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New York Court Explains Grounds for Denying a Motion for Substitution in a Medical Malpractice Case

It is not uncommon for a plaintiff in a medical malpractice case to pass away prior to the resolution of the case. A plaintiff’s claims are not extinguished merely because a plaintiff dies, however. Instead, the plaintiff’s estate generally has the right to pursue claims on behalf of the plaintiff’s beneficiaries and can substitute another party as the plaintiff. It is important for interested parties to act promptly following a plaintiff’s death, however, as a delay can result in a dismissal of the claims altogether, as demonstrated in a recent hospital malpractice case. If you or a loved one sustained injuries due to negligent care in a hospital, it is wise to speak to a trusted Rochester hospital malpractice attorney regarding what claims you may be able to pursue.

Facts of the Case

Allegedly, in 2005 the plaintiff’s decedent, who had Stage IV lung cancer, was admitted to the defendant hospital after she fell out of her wheelchair and struck her head. During her admission she was administered an excessive amount of Dilaudid, which the plaintiff averred lead to the decedent’s death. In 2007, the plaintiff, who was the decedent’s husband and the administrator of her estate, filed a medical malpractice lawsuit against the defendant. In 2011, the case was marked disposed of due to the plaintiff’s failure to file a note of issue, and in 2013, the plaintiff died.

It is reported that in 2017, the plaintiff’s attorney advised the defendant’s attorney that the plaintiff died. The defendant then moved to dismiss the complaint due to the plaintiff’s failure to substitute a new plaintiff, and the plaintiff’s attorney filed a cross-motion to substitute the administrator of the plaintiff’s estate as the new plaintiff. The court granted the defendant’s motion and denied the plaintiff’s, after which the plaintiff appealed.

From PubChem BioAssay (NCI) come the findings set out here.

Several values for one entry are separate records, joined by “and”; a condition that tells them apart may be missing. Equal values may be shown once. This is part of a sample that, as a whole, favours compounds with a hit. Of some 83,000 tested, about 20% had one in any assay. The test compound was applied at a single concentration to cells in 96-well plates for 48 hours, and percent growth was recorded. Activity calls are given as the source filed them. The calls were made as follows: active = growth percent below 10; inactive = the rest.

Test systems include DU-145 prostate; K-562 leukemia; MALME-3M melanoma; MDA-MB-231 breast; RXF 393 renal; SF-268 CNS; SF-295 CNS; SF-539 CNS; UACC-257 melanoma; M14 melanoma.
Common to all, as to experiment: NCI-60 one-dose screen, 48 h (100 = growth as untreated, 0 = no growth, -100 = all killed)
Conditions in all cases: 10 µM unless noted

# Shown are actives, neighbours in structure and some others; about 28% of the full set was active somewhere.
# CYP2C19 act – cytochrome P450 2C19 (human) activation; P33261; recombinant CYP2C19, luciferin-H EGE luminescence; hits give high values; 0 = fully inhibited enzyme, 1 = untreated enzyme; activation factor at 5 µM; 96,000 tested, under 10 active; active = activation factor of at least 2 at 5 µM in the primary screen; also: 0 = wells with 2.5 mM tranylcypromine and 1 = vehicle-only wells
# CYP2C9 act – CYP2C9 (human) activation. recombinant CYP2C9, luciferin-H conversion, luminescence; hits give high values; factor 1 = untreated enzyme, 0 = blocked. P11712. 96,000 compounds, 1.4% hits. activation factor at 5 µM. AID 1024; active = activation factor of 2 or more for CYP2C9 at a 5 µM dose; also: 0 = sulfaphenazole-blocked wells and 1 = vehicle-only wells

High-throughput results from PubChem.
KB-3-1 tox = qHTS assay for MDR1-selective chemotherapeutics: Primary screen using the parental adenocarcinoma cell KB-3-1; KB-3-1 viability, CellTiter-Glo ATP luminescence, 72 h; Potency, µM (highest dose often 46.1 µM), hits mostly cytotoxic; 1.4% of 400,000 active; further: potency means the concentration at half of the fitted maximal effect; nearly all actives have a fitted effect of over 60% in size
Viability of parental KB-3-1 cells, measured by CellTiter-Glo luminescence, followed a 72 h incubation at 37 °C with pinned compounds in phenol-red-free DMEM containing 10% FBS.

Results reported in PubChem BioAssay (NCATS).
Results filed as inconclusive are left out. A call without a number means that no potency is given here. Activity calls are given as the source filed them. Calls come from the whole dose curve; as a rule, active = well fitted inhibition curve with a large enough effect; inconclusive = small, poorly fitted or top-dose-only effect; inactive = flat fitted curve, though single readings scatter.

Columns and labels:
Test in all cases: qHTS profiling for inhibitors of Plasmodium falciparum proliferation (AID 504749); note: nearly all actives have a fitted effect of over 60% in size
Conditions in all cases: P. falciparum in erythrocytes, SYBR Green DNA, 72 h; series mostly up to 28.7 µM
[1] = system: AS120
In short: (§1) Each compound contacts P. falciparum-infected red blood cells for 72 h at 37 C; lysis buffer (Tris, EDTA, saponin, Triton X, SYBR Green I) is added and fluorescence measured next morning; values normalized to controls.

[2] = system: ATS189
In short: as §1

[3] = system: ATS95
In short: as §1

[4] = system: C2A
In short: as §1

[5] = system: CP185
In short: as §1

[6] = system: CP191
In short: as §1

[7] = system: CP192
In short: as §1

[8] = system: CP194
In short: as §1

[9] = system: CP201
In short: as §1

Grounds for Denying a Motion for Substitution

Pursuant to New York law, when an event occurs that requires the substitute of a party, the party seeking a substitution must act within a reasonable time, otherwise, the claims of the party for whom substitution should be made may be dismissed. In assessing what constitutes a reasonable amount of time, the court will evaluate the diligence of the party seeking substitution, whether the action has potential merit, and whether other parties suffered any prejudice. The court noted, however, that even if the party seeking substitution does not have a reasonable explanation for its delay, substitution may be granted where there is no prejudice.

In the subject case, the court noted that the delay in seeking a substitution was over four years, which reflected a lack of diligence in pursuing the claim. Further, the court found that the defendants suffered actual prejudice, due to the fact that many of the decedent’s medical records were no longer available. As such, the trial court ruling was affirmed.

Speak with an Experienced Malpractice Attorney

If you or someone you love sustained an injury in a hospital because of incompetent care, it is advisable to speak with an experienced Rochester hospital malpractice attorney regarding what damages you may be able to recover from the parties that caused your harm. The diligent attorneys of DeFrancisco & Falgiatano, LLP Personal Injury Lawyers are proficient at helping people injured by medical malpractice seek recourse for their harm, and they will work tirelessly on your behalf. You can contact us through our form online or at 585-653-7343 to set up a confidential and free consultation.

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